Macrozooplankton was caught at 17 stations with a Bongo net from the 0-200 m layer. The stations were located near the pack ice edge, between Elephant Islands and the South Orkney Islands. The cluster analysis of 58 recognized taxa allowed to distinguish three regions: the western — near Elephant Island, the middle and the western one — at the South Orkney Islands. No clear difference in macrozooplankton species composition at the open sea stations and those near pack ice was found. The average biomass of macrozooplankton in the investigated area amounted to 82.8 g/1000 m3 (95% CL: 47.2-94.2 g/1000m3). Macrozooplankton was dominated by salps and krill. The biomass and 95% confidence limits were 52.0 g/1000 m3 (15.6-59.2 g/1000 m3) and 26.1 g/1000 m3 (8.4-30.4 g/1000 m3), respectively. Differences in the biomass distribution of some taxa in three distinguished regions were observed. Except of salps the biomass of particular taxa caught near the pack ice edge and the same taxa caught in stations distant from this edge were similar. The biomass of salps was evidently higher in most northern stations.
Go to article

Abstract

Dynamic climate changes have become noticeable in recent decades, especially in the vulnerable region of the West Antarctic. The relatively simple food web of this area relies on krill – Euphausia superba . Presumably, as a result of climatic fluctuations, a de− crease in the number of this crustacean has been recorded, followed by an increase in the population of the gelatinous zooplankter Salpa thompsoni . In the research presented herein, population and morphometric analyses of Salpa thompsoni have been conducted. Specimens for this research were collected from the Drake Passage, using a Bongo net in the summer season of 2010. It has been found that the horizontal distribution of this gelatinous zooplankter was significantly irregular (Kruskal−Wallis test, p < 0.001). In the northern part of the investigated area, both blastozooids and oozooids were recorded, which confirms the dynamic development of this species. The central part of the Drake Passage was characterized by the dominance of blastozooids, with embryos found at different stages of the development. Only in the region of the South Shetland Islands, the salpid population was characterized by reduced or even stopped reproduction. The immense reproductive efficiency observed in the Salpa thompsoni population was mostly induced by the favourable thermal conditions. These observations may suggest that the ongoing climat changes in the West Antarctic will promote the population expansion of this species.
Go to article

Abstract

Material for this paper was collected during the BIOMASS-SIBEX research programme, and consisted of 97 samples taken at 47 stations in Drake Passage and Bransfield Strait (Antarctica). The samples were taken by hauling Nansen nets vertically through the 0-100, 100 - 300 and 300 - 500 m layers at the end of December 1983 and the beginning of January 1984. Four Chaetognatha species were recorded in the study region: Eukrohnia hamata, Sagitta gazellae, Sagitta mari and Sagitta planctonis. The population structures of the dominant species E. hamata and also S. gazellae were analyzed in the context of the region's hydrology. Certain regularities are apparent in the distribution of the developmental stages of E. hamata in water column. Mature specimens of this species inhabit deeper waters than juveniles. The highest proportions of juveniles in the entire population of E. hamata were recorded in slightly warmer waters.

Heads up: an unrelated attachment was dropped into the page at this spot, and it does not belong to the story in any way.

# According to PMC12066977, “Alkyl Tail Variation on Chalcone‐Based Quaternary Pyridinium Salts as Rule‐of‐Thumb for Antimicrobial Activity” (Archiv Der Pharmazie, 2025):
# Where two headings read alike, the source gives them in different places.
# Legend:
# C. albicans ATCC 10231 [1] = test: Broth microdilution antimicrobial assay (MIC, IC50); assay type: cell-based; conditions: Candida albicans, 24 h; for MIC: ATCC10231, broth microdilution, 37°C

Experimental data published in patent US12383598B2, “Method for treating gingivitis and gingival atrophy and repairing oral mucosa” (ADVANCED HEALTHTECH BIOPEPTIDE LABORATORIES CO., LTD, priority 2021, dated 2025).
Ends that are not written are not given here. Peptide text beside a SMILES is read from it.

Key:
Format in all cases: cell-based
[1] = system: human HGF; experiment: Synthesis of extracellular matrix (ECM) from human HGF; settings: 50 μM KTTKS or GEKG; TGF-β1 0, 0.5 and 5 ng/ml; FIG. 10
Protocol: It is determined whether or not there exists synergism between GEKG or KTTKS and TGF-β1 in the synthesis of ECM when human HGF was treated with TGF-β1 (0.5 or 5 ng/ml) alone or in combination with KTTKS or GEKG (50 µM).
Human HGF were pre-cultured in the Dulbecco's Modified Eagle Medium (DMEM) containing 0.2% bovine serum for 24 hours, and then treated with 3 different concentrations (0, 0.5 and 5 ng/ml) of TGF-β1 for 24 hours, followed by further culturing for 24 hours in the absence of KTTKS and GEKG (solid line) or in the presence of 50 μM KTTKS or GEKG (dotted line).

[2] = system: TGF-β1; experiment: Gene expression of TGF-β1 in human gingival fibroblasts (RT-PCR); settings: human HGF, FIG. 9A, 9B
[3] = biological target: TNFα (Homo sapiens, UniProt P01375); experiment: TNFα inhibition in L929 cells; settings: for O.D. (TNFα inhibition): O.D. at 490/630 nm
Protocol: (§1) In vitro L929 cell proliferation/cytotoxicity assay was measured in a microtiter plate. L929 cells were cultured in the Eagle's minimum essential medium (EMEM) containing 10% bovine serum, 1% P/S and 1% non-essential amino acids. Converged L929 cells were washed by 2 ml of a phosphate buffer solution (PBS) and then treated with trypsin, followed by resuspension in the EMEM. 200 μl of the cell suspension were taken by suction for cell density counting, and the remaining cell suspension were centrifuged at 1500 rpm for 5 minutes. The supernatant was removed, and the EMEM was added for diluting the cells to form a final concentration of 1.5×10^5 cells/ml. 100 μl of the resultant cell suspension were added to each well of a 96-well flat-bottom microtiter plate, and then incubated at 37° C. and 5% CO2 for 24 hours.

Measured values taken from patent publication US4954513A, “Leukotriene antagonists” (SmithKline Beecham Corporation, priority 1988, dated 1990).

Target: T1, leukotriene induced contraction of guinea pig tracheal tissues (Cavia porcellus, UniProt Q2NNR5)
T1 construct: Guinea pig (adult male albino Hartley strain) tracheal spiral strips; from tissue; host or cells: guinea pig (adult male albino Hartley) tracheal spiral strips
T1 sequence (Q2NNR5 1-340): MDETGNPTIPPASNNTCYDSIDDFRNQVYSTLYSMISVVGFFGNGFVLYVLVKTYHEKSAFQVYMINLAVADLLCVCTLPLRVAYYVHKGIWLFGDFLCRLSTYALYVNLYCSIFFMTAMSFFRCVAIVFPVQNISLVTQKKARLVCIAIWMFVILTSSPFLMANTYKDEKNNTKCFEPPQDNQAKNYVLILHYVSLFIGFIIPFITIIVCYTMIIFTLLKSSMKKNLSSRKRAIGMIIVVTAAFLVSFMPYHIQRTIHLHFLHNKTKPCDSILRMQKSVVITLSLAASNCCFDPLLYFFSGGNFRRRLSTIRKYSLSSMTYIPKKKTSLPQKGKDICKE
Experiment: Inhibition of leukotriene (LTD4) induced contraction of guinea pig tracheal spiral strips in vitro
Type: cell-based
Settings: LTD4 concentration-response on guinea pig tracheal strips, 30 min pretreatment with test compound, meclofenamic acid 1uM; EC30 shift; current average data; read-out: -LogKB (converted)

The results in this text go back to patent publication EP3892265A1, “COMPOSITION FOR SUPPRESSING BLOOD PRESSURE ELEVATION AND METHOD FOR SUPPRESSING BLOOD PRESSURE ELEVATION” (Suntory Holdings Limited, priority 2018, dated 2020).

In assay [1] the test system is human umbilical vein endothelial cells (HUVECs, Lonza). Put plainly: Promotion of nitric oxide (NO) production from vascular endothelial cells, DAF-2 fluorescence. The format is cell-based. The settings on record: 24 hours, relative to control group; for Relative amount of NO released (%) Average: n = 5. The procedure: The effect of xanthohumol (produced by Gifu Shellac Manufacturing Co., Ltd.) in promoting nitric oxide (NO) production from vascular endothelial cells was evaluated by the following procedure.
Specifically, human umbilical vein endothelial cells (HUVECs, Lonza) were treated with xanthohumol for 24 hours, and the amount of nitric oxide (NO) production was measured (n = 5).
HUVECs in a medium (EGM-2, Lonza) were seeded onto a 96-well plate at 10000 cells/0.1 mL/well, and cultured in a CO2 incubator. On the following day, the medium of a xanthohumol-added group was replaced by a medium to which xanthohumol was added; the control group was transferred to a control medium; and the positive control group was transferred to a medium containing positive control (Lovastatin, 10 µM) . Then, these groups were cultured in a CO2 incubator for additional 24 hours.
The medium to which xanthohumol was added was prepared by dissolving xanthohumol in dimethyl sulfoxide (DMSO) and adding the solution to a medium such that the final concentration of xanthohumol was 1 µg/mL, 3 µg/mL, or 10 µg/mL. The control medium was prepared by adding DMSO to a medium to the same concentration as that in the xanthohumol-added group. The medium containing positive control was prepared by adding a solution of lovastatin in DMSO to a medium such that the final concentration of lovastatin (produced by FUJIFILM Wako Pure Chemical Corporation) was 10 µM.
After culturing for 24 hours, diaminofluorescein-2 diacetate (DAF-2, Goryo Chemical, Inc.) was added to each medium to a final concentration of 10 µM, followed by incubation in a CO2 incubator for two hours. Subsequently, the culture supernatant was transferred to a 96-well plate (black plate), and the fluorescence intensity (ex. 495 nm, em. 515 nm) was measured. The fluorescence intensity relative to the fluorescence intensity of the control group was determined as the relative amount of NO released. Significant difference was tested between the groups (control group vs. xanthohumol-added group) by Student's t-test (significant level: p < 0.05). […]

Go to article

Abstract

Macrozooplankton was collected at 63 stations by means of a Bongo sampler in the layer from the surface to a depth of 200 m. Wet formalin volume of siphonophors, polychaetes, pteropods, copepods, amphipods, euphausiids, chaetognaths, salps, and the remaining animals was determined; the distribution of major species was presented. Low diversity in macrozooplankton composition was observed in the study area. As far as biomass was concerned, salps predominated in the whole area; they occurred in exceptionally large quantities Large amounts of krill were also observed in some areas. Besides salps and krill, other euphausiids had the greatest share in the zooplankton; they were more abundant than copepods. Macrozooplankton biomass without salps and krill was low when compared with the values known from literature.
Go to article

Abstract

Sixty seven zooplankton taxa were recorded in a total of 5 WP-2 net vertical hauls carried out in a year round cycle in Admiralty Bay. Copepoda were the most common and abundant group and Oithona similis was the dominant species throughout the area. Polychaeta, Ostracoda and Chaetognatha were also rather common and abundant. Euphausiacea, Amphi-poda and Salpae occured mainly in the central part and the outlet area of the bay. No differences in zooplankton assemblages diversity in the four investigated areas of Admiralty Bay were en­countered. However, distinct differences in species richness between the zooplankton of Ezcurra Inlet and the main basin of the bay were observed. The composition of zooplankton was rather stable throughout the year, but seasonal occurrences of larvae of Polychaeta, Crustacea, Echino-dermata and Ascidiacea were noted. A Ust of the 174 zooplankton taxa ever found in Admiralty Bay is presented by combining the present results with the existing scientific data.
Go to article

Abstract

Zooplankton community composition, abundance and biomass from two polar localities – Kongsfjorden (Arctic) and Admiralty Bay (Antarctic) is compared. The community composition of zooplankton in both polar regions included similar taxonomic groups and the diversity at the species level was similar. Even though the overall species composition was different, some species were common for both ecosystems, for example Oithona similis, Microcalanus pygmaeus or Eukrohnia hamata. The abundance and biomass of the main zooplankton components (Copepoda) differed greatly between the two ecosystems, both being of an order of magnitude higher in Kongsfjorden than in Admiralty Bay. Kongsfjorden is situated at the border of two regions what induces high productivity with copepods playing an important role, and there is also a strong advection into the fjord. Admiralty Bay is adjacent to the homogenous Antarctic oceanic ecosystem; some advection into the bay occurs as an effect of tide and wind driven processes. Antarctic krill, which was not included in the present study, occupies most of the primary consumers niche and replaces copepods at the second trophic level.
Go to article

This page uses 'cookies'. Learn more